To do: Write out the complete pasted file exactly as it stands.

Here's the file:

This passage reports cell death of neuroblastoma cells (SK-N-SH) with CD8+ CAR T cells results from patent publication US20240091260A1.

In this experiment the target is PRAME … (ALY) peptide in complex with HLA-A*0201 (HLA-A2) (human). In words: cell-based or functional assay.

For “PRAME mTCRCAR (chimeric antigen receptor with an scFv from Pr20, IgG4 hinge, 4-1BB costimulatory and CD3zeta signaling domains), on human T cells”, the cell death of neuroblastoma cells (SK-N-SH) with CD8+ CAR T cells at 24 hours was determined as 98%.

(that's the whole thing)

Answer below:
This passage reports cell death of neuroblastoma cells (SK-N-SH) with CD8+ CAR T cells results from patent publication US20240091260A1.

In this experiment the target is PRAME … (ALY) peptide in complex with HLA-A*0201 (HLA-A2) (human). In words: cell-based or functional assay.

For “PRAME mTCRCAR (chimeric antigen receptor with an scFv from Pr20, IgG4 hinge, 4-1BB costimulatory and CD3zeta signaling domains), on human T cells”, the cell death of neuroblastoma cells (SK-N-SH) with CD8+ CAR T cells at 24 hours was determined as 98%.